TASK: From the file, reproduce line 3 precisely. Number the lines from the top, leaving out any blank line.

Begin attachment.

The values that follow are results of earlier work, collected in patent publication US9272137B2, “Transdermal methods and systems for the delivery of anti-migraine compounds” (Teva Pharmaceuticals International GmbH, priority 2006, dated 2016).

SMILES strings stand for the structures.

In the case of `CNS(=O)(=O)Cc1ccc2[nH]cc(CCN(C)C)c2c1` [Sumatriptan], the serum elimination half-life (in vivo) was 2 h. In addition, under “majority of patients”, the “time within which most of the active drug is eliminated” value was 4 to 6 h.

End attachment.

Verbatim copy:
In the case of `CNS(=O)(=O)Cc1ccc2[nH]cc(CCN(C)C)c2c1` [Sumatriptan], the serum elimination half-life (in vivo) was 2 h. In addition, under “majority of patients”, the “time within which most of the active drug is eliminated” value was 4 to 6 h.